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Programming from the Ground Up Jonathan Bartlett
Published by Bartlett Publishing
332 pages
£ 19.95
Published: 1st July 2004
reviewed by Owen Le Blanc
   in the December 2004 issue (pdf), (html)

Jonathan Bartlett sets a quite specific, explicit, and carefully limited goal in this book: he wants to write an introduction to programming, a book that students will use as their first programming book. The programming language he wishes to use is assembler language, indeed i386 assembler language under Linux. He writes:

A reader who has finished working through the book should understand how programs work, learn new programming languages quickly, and have in general a good basis for going further in computer science.

It would be dishonest to review this book without admitting openly that I disagree with the author's views: I don't think assembler should be a student's first programming language, and despite the easy availability of machines having the i386 architecture, I think the inherited backwards-compatibility of those processors make their assembler languages more difficult to learn than, most other processors. Considerations of this kind may colour what I have to say.

The book is released under the GNU Free Documentation license, and this published version is its seventh version, according to the included documentation history. The back of the title page includes full instructions for downloading a copy from

I gather that the first 5 versions were available only online, and that printed copies became available only in January 2004.

The text contains an introduction, 12 further chapters, and an index. The introduction contains, among other advice, the recommendation to use Knoppix if you don't have a Linux of your own and can't get an account under Linux from some ISP. The author assumes that the student has already learned to use some text editor.

The chapters cover computer architecture, writing your first program, (including compiling and running it), functions, files, input and output, and optimisation. Other chapters discuss robust programming, writing and using shared libraries, memory, number representations (decimal, binary, octal, and hexadecimal), and high level languages. The last chapter gives a considered list of books which a student may wish to study after completing this one.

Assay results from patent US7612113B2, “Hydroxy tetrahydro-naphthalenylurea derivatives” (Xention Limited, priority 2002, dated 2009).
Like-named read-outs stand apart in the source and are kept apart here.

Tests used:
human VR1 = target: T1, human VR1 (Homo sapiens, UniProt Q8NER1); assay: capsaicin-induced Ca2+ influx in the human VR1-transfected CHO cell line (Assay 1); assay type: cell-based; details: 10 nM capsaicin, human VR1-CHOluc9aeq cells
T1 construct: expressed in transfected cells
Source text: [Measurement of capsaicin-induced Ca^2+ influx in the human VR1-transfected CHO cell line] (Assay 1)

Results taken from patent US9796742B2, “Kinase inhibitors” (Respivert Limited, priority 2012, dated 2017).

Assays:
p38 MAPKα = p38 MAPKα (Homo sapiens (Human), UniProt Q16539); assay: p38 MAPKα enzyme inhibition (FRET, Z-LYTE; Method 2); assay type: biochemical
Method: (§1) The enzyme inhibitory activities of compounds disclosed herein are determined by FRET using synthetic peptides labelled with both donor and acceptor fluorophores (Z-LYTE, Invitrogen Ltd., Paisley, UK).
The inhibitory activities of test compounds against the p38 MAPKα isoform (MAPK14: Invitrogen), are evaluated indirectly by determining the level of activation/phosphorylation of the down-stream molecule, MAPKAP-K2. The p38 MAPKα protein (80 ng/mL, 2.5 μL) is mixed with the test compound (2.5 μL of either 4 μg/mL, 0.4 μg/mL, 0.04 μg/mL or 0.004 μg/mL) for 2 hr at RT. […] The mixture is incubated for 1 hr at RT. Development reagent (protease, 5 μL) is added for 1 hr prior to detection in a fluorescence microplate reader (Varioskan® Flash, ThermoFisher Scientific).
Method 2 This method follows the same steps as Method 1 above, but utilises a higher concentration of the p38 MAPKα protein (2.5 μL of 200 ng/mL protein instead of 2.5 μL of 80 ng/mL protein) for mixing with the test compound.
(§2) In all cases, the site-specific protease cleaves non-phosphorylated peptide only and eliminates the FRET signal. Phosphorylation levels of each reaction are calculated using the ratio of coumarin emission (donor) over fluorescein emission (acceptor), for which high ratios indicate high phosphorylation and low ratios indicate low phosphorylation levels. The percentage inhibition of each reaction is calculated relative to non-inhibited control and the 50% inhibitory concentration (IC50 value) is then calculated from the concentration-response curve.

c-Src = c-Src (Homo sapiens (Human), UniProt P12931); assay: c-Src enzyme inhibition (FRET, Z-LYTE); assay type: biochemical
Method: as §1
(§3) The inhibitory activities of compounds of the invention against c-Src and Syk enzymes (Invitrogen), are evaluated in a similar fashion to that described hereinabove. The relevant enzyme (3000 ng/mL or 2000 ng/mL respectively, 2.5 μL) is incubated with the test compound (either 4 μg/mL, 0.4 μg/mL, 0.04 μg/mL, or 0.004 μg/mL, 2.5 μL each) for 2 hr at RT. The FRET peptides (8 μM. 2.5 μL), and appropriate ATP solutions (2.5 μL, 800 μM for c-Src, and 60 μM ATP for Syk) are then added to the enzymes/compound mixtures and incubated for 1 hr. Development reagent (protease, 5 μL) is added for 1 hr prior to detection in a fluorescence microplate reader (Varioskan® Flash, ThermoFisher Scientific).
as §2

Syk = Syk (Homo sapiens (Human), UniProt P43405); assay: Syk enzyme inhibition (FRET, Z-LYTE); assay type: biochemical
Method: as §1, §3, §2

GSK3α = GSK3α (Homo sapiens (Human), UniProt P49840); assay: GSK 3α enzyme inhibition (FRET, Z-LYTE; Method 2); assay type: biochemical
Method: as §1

The book's appendices cover GUI programming (using Gnome libraries), x86 instructions, important system calls, debugging with GDB, and an index.

Perhaps because the book aims to reach an audience of beginners, it is written in an unusually clear and careful style. Each chapter begins with a little summary, which states the goals towards which the chapter aims. If necessary, it explains why they student should read and study that chapter. Each chapter ends with a review, with sections titled `Know the Concepts' (a list of questions the student should be able to answer), `Use the Concepts' (a list of exercises), and `Going Further' (topics for research). The chapters vary slightly in length, but average about 20 pages each.

I have tried quite a number of the example programs and code fragments, and I have not found anything that doesn't work. I think the author develops his theme with great care, carrying the reader through one topic to the next. I am impressed, despite my scepticism. Nevertheless I have some concerns. The editing (attributed to Dominick Bruno, Jr.) leaves much to be desired; for example:

(P.7; awkward phrasing, the word `architecture' three times in a short sentence, and the unidiomatic `based off of'.)

(P.51; unclear word order and ambiguity about whether `storage' is singular or plural.)

(P.115; the text hasn't run through a spelling checker.)

Overlooking these minor irritants -- and there are, to be fair, not very many of them -- I could happily recommend this book for use as an introduction to assembler language as a second programming language. Despite my disagreements with the author, I found this an impressive book. Perhaps its open GPLD license will lead to a swift correction of its remaining weaknesses.

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